- Exams and Quizzes – The course includes one prelim exam, one semi-final exam, and one short take-home quiz. The exams and quizzes assess student understanding of the material presented in lecture and assigned readings. The prelim exams will include a series of short answer questions and cover the first two parts of the course. The semi-final exam will cover the first three parts of the course. The semi-final exam will include two sections: the first section will include a series of short answer questions, while the second section will include a detailed design problem which will require students to compare and contrast two design alternatives. There will also be a short take-home quiz due at the end of the semester which will cover the fourth part of the course. The exams and quizzes do not assess student understanding of the Linux development environment (e.g., the Linux command line, make, gdb, etc.) used for the programming assignments. If students have a scheduling conflict with the prelim or semi-final exam, they must let the instructor know as soon as possible, but no later than two weeks before the prelim or semi-final exam. Graded exams and exam solutions are only available for review under the supervision of a course instructor. You may not remove your graded exam, nor may you remove the exam solutions.
Each part or criteria of every assignment is graded on a four-point scale. A score of 4.25 is an A+, 4 roughly corresponds to an A, 3 roughly corresponds to a B, 2 roughly corresponds to a C, and below a 2 roughly corresponds to C- or lower. A score of 4.0 usually indicates that the submitted work demonstrates no misunderstanding (there may be small mistakes, but these mistakes do not indicate a misunderstanding) or there may be a very small misunderstanding that is vastly outweighed by the demonstrated understanding. A score of 3.0 usually indicates that the submitted work demonstrates more understanding than misunderstanding. A score of 2.0 usually indicates that the submitted work demonstrates more misunderstanding than understanding. A score of 1.0 usually indicates that the submitted work is significantly lacking in some way. A score of 4.25 is reserved for when the submitted work is perfect with absolutely no mistakes or is exceptional in some other way.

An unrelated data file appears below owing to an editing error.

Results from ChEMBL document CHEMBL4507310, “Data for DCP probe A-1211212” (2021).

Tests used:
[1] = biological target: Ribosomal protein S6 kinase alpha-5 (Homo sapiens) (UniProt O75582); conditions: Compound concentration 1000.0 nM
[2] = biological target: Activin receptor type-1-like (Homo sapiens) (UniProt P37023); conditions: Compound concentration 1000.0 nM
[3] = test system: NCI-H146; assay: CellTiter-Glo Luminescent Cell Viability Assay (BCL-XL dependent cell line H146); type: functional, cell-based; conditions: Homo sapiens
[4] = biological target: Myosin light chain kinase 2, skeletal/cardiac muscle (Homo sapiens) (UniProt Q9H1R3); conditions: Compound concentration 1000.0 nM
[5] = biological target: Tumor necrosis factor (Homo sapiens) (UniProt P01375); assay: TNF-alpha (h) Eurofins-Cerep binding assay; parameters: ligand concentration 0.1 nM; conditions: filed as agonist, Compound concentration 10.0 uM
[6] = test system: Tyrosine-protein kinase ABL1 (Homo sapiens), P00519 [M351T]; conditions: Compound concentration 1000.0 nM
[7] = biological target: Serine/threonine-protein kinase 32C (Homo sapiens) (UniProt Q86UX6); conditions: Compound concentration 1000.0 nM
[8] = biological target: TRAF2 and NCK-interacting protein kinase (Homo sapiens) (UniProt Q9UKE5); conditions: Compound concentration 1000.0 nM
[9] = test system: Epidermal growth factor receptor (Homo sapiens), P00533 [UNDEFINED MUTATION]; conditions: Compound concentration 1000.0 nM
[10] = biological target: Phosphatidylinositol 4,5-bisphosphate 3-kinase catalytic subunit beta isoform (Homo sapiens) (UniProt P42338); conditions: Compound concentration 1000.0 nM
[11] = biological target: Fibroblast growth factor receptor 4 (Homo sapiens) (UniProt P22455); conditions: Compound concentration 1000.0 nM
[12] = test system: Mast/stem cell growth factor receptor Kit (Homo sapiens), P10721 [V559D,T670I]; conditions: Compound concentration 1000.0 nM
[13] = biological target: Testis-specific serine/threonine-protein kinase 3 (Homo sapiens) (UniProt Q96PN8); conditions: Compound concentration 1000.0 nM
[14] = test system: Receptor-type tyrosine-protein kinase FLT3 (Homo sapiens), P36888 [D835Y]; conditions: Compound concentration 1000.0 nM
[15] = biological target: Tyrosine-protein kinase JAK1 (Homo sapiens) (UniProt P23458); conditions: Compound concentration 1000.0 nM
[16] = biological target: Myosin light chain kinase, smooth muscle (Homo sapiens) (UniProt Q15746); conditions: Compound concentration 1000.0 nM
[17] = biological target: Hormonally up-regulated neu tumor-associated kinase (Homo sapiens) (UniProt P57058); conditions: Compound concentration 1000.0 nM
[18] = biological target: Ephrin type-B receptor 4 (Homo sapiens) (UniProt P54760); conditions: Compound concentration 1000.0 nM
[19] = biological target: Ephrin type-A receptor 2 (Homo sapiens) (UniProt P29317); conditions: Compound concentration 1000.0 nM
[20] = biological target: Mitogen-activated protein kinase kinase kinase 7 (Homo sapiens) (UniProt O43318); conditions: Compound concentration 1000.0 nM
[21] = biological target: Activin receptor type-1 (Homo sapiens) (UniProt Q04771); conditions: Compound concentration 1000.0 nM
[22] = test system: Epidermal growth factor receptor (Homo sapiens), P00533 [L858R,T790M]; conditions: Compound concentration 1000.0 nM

Total scores are a weighted average of the scores for each part or criteria. Parts or criteria are usually structured to assess a student's understanding according to four kinds of knowledge: basic recall of previously seen concepts, applying concepts in new situations, qualitatively and quantitatively evaluating alternatives, and creatively implementing new designs; these are ordered in increasing sophistication and thus increasing weight. In almost all cases, scores are awarded for demonstrating understanding and not for effort. Detailed rubrics for all quizzes, programming assignments, and exams are provided once the assignment has been graded to enable students to easily see how the score was awarded. A detailed Programming Assignment Assessment Rubric is available on the public course webpage.
The final grade is calculated using a weighted average of all assignments. Participation will be assessed in part based on: (1) zyBook participation activities; (2) lecture attendance and participation; (3) discussion section attendance and participation; (4) online Piazza discussion; and (5) completing student evaluations. The weighting for the various assignments is shown below.
|Homework||10% (assigned zyBook challenge activities)|
|PA Milestones||5% (weighted equally)|
|PA Code||25% (weighted equally)|
|PA Reports||10% (weighted equally, includes testing doc)|
|Short Take-Home Quiz||5%|
Note that the exams account for roughly 40% of a student's final grade. The exams in this course are very challenging. Successful students begin preparing for the exams far in advance by carefully reviewing the assigned readings, independently developing study problems, and participating in critical study groups.
To pass the course, a student must at a bare minimum satisfy the following requirements: (1) submit four out of the five programming assignments; (2) take the prelim exam; (3) take the semi-final exam; and (4) submit the short take-home quiz. If a student does not satisfy these criteria then that student may fail the course regardless of the student's numerical grade. The instructor reserves the right to award a D letter grade for students who barely satisfy this criteria but are clearly making no real effort to engage in the course and their own learning.
This section describes how ECE 2400 can satisfy various degree requirements. Students are responsible for confirming this information with the appropriate student services coordinator.
- ECE Undergraduate Majors – We strongly encourage all ECE undergraduate majors to consider taking ECE 2400. ECE 2400 / ENGRD 2140 can be used as your second engineering distribution course (all ECE students must take ECE 2300 as their first engineering distribution course). Alternatively, ECE students may be able to use this course as an outside-ECE technical elective. Students are reminded they are only allowed to use one ECE course as an outside technical elective provided that the course's subject matter lies outside the student's major disciplinary area as determined by the focus of the student's upper-level ECE course work. Regardless, this course satisfies the ECE advanced programming requirement.